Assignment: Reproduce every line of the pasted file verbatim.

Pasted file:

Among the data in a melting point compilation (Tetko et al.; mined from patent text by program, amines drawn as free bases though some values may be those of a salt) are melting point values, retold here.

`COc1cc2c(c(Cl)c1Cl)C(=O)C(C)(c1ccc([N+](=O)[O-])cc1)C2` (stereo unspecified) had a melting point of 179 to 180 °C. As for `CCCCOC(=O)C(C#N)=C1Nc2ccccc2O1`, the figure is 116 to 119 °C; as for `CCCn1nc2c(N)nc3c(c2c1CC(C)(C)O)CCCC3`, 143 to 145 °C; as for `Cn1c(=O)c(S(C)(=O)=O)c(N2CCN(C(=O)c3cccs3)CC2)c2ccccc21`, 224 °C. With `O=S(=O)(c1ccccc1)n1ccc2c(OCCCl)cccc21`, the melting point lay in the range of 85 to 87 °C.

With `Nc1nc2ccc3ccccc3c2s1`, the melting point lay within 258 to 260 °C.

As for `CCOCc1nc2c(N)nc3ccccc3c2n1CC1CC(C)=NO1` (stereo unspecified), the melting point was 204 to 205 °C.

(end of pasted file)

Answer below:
Among the data in a melting point compilation (Tetko et al.; mined from patent text by program, amines drawn as free bases though some values may be those of a salt) are melting point values, retold here.

`COc1cc2c(c(Cl)c1Cl)C(=O)C(C)(c1ccc([N+](=O)[O-])cc1)C2` (stereo unspecified) had a melting point of 179 to 180 °C. As for `CCCCOC(=O)C(C#N)=C1Nc2ccccc2O1`, the figure is 116 to 119 °C; as for `CCCn1nc2c(N)nc3c(c2c1CC(C)(C)O)CCCC3`, 143 to 145 °C; as for `Cn1c(=O)c(S(C)(=O)=O)c(N2CCN(C(=O)c3cccs3)CC2)c2ccccc21`, 224 °C. With `O=S(=O)(c1ccccc1)n1ccc2c(OCCCl)cccc21`, the melting point lay in the range of 85 to 87 °C.

With `Nc1nc2ccc3ccccc3c2s1`, the melting point lay within 258 to 260 °C.

As for `CCOCc1nc2c(N)nc3ccccc3c2n1CC1CC(C)=NO1` (stereo unspecified), the melting point was 204 to 205 °C.